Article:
Sunday, February 14, 2016

I think I forgot to say...

Ben, birthday girl, and Joe
At only seven years old, I hope I will be forgiven for skipping some things. I took a little break while considering the blogger's "age-old" question: Do I still have something to say? (Age-old is in quotes because blogging of course isn't that old.) I don't think anyone wants to read random odds and ends or too much along the lines of "I took a trip to Pittsburgh and had a great time" or "I went to the doctor and got some news."

But I gathered some thoughts and here I am now on a -11 degree morning happy to have Joe home for the weekend even though I didn't see him that much, liking the sight of his car in the driveway, and enjoying having had Chinese food with him last night while we sat in the den in our usual places
with Maddie's head on my lap, and then even braving the 1-degree night to drive down the road to the Dockside to hear the band Midlife Crisis.

I forgot to write about how sweet it is that my children get me an age-appropriate birthday candle, and how we had a nice festive party in Fairfield and how I loved holding Nell, who was wearing the cute Hannah Anderson dress that I got her for Hanukkah. And how my donor, Denise, sent me an email with seven exclamation points in the subject line.

On another topic, I told someone not too long ago that, even though I do so many activities, I miss the feeling that I got from running. That person didn't understand, but I'm sure that runners know what I mean. I was never a high-mileage runner, but I was consistent and able to get my runner's high from just three miles a few days a week and then a six- or seven-miler on the weekend. I automatically put the "just" in there, because it is a runner's thing, when talking to others who run more, to put a "just" in front of our mileage. For example, I remember sitting across from my friend Diane Lederman at the paper, and, knowing how far she usually ran, reporting that I had "just" run five or six miles.

I dreamt that I changed my stride and was running on the balls of my feet instead of landing so heavily on my toes (which I believe is the reason that one big toe hurts after running). When I was in Pittsburgh, I talked to Emily's husband, Mike, as I usually do, about various exercise-related topics. He said he also had had a toe problem and had switched to Hoka sneakers that are built up in the back so that you roll onto your toes instead of coming down hard on them. I said I worried that a switch might aggravate my plantar fasciitis, but he said it had not bothered his.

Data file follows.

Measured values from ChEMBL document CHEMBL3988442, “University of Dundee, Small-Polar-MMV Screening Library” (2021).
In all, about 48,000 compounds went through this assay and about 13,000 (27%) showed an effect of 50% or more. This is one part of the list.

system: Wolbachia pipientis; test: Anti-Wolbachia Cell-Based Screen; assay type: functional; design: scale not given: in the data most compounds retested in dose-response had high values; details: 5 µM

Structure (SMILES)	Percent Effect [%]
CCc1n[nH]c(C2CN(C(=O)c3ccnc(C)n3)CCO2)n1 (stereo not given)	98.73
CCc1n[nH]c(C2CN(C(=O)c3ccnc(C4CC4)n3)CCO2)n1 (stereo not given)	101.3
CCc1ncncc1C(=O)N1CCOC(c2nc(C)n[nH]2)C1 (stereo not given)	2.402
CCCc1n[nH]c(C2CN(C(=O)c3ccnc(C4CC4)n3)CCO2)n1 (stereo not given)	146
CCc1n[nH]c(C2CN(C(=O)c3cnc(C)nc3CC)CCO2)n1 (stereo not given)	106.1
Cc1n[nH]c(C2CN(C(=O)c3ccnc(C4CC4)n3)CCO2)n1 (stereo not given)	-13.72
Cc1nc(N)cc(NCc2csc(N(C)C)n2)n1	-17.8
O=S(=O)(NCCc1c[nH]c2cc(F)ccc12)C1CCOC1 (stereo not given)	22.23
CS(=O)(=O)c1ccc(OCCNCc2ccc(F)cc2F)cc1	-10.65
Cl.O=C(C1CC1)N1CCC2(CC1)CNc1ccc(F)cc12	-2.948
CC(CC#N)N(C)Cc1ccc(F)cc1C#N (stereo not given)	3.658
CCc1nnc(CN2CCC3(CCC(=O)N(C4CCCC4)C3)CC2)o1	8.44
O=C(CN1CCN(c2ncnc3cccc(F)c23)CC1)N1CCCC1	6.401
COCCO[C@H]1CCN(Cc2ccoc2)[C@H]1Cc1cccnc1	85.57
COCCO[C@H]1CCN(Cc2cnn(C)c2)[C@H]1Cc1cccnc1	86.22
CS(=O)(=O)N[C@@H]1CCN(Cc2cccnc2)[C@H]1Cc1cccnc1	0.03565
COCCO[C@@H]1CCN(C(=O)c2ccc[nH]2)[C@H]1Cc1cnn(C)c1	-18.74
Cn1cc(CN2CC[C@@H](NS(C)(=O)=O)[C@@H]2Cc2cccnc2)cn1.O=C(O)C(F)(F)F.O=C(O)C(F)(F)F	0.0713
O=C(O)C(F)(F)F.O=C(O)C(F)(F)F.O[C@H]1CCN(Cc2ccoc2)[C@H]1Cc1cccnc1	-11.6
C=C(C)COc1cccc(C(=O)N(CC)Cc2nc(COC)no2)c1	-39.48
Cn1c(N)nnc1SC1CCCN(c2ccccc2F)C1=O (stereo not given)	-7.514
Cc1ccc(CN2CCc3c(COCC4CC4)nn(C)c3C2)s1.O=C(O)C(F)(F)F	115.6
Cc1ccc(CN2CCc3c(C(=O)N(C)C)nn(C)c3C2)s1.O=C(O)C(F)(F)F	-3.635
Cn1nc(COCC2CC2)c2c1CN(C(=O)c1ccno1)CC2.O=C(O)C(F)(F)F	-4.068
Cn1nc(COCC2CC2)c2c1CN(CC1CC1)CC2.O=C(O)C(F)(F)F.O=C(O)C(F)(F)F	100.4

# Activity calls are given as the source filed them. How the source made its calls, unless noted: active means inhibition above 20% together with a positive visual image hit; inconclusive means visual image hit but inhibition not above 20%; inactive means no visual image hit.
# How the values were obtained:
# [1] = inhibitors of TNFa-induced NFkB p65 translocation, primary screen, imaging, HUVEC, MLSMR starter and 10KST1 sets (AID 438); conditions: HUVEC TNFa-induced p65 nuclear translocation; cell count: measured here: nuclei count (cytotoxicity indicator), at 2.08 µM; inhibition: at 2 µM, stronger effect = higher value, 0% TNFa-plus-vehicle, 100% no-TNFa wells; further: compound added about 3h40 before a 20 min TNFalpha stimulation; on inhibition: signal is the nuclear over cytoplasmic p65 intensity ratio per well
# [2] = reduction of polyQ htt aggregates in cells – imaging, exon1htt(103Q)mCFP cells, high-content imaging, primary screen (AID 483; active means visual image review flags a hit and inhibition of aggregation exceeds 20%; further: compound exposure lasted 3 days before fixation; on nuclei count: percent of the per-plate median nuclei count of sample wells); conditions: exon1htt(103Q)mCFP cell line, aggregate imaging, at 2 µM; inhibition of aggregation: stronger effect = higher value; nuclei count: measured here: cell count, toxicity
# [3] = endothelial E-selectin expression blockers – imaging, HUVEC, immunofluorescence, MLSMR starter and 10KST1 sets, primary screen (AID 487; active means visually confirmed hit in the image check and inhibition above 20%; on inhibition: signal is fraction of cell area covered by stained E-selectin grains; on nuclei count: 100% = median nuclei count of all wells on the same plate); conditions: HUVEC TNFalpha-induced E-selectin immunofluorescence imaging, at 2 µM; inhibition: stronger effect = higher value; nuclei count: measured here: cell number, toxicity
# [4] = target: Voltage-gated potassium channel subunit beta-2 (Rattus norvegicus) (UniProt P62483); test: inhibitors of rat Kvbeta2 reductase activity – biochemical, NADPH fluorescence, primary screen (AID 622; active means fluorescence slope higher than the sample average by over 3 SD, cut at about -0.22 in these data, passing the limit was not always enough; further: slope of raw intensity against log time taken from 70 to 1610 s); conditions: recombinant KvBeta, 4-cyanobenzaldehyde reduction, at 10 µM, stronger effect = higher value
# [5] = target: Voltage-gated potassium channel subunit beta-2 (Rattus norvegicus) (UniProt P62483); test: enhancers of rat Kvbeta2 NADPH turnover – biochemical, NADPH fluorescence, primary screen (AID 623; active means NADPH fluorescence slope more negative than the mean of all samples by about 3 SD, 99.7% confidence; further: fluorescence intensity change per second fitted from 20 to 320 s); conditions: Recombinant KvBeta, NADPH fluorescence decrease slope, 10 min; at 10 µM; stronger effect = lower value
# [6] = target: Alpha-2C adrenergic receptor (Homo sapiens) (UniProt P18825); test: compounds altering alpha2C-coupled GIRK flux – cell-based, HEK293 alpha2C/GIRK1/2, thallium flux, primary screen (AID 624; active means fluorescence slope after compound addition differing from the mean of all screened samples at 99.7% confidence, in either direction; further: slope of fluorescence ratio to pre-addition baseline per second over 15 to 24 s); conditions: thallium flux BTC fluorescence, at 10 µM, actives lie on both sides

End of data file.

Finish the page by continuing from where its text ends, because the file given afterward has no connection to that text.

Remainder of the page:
So Emily and I took a walk to a nice local shoe store, Little's, in Squirrel Hill, and I bought a pair. The next day was relatively warm, so I took an easy jog for probably a mile and a half. My stride had changed, meaning my dream had come true! The next morning I could feel my toe a little, but Mike said that was not a reliable sign because a lot of things hurt before you get going. Sure enough, later in the day I forgot about it. I took them home and will try them again when it gets warmer. If my foot guru, Ken Holt, saw them, he might have a fit. I realize a tiny run is not a great gauge, so if it doesn't work, I'm not going to push it.

Too bad I wasn't wearing them on my way home on Tuesday when my flight from Pittsburgh to Dulles left late, leaving me about 15 minutes to run through the airport from C terminal to the very end of the D terminal in my boots.

In other news, my trip to Boston the next day for ECP was pleasantly smooth. I finally got another company – Prevalent – and the polite driver arrived in my driveway ahead of time. I got a trial of Amazon Prime so I could watch Mozart in the Jungle, and the three hours with the needle in my arm passed quickly as I watched this beautiful series. The nurses seemed to enjoy the music too. When I got home that night I stayed up until 11:30 watching more episodes and went to bed with classical music in my head.

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